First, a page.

Jamaica Considers Developing Goat Islands Despite Environmental Protests

Savegoatislands.org screen capture.

Savegoatislands.org screen capture.

Jamaica's environmental activists are leveraging social media as best they can in a struggle against plans to build a seaport on protected land. The proposed development puts Jamaica's government in a difficult position, caught between a civic push to preserve the environment, and large financial gains that would help service recent loans from the IMF.

When the second annual Jamaica Blog Day took place in May, earlier this year, bloggers rallied around a theme of “Environment vs. Development”. The event's organisers explained:

The issue of our environment and development is a live one: from the near yearlong vigorous debate about the use of Goat Islands and the Portland Bight Protected Area for a Logistics Hub, to […] drought that yet again grips the island. Economists, politicians, environmentalists, businesspeople, the media, and ‘ordinary’ Jamaicans on The Rock or in the Diaspora are all debating how Jamaica…should manage the environment in the quest for development.

Since May, concerns about Goat Islands have not abated. Now, Richard Conniff at The Jamaican Blogs suggests the “secretive deal to let a Chinese company build a mega-freighter seaport in the nation's largest natural protected area” could jeopardise the island's lucrative tourism industry and damage Jamaica's international reputation:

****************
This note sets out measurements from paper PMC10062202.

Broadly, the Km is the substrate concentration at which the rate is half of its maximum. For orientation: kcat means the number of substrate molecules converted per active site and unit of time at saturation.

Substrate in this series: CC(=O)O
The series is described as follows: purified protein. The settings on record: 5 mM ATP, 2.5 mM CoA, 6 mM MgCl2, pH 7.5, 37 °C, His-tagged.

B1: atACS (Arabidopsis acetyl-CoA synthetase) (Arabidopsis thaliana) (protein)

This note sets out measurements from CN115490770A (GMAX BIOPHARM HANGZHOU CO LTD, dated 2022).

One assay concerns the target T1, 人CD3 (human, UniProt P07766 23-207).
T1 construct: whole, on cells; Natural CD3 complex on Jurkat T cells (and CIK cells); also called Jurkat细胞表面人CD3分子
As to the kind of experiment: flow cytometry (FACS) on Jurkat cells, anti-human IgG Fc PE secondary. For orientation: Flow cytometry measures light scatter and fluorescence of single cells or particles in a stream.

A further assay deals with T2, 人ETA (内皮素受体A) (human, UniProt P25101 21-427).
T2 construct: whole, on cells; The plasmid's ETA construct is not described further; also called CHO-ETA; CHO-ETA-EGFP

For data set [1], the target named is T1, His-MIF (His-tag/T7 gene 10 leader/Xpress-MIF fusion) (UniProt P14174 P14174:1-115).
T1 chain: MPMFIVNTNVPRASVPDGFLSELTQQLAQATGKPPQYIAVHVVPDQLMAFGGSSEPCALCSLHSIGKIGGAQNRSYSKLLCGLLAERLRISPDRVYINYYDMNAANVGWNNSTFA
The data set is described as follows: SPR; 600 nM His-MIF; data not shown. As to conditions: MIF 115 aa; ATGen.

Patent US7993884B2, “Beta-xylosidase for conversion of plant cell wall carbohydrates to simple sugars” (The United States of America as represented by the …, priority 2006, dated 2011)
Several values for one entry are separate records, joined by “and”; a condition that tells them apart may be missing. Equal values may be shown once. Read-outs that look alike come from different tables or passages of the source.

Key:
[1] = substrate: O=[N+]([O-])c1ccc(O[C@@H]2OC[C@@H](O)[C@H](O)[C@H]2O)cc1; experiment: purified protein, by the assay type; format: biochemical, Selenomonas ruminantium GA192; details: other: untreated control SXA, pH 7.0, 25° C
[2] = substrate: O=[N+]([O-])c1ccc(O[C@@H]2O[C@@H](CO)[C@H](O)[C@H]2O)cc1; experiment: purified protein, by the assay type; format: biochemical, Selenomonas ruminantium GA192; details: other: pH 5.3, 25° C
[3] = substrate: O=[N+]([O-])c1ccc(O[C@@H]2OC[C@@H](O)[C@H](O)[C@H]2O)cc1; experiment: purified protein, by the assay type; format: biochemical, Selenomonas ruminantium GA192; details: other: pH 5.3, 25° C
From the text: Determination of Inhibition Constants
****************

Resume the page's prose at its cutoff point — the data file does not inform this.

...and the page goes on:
The new port would compromise an area known for extensive sea‐grass beds, coral reefs, wetlands, and Jamaica’s largest mangrove forests. The protected area is also home to the Jamaican iguana, a species believed extinct until its dramatic rediscovery in 1990. Since then, the international conservation community has spent millions of dollars rebuilding the iguana population in a protected forest in the Hellshire Hills, part of the reserve adjacent to the proposed port. Much of that investment hinged on the government’s promise, now apparently discarded, that the Goat Islands would become a permanent home for the iguanas, which are Jamaica’s largest vertebrate species.

Conniff accuses the government of doing an about-face: just last year, Conniff contends, “the same government officials were petitioning UNESCO to designate a Global Biosphere Reserve”, but perhaps “the lure of a $1.5 billion investment” was too tempting to ignore. Economically, Jamaica is not in a strong position, partly because it is shackled to the International Monetary Fund, from which it accepted a $932 million loan in 2013. Just this week, the Jamaica Observer reported that the IMF will release another $68.8 million.

Environmentalists like Diana McCaulay, who heads the Jamaica Environment Trust, along with several other civil society groups, have been raising awareness of the issue through educational outreach and public service announcements, as well as mainstream and social media. There is a website dedicated to saving the islands and an online petition aimed at getting Prime Minister Portia Simpson-Miller to stop plans to turn the area into a trans-shipment port.

On August 14, McCaulay tweeted:

There is obviously a disconnect between environmentalists, who are considering the long-term benefits to the country, and big business, which is focusing on the bottom line of short-term gains. The question remains—whose voice will sway the Jamaican government?

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